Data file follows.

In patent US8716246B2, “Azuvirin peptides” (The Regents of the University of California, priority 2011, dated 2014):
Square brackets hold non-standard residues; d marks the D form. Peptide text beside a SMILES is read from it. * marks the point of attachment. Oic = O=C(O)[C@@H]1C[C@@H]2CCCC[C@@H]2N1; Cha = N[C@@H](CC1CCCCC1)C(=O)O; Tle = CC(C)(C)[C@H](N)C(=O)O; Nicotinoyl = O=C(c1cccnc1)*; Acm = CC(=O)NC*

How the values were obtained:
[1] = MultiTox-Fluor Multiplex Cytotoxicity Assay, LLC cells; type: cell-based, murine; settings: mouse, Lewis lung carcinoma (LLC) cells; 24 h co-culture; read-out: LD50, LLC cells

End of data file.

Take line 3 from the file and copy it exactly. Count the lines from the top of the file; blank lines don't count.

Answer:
How the values were obtained: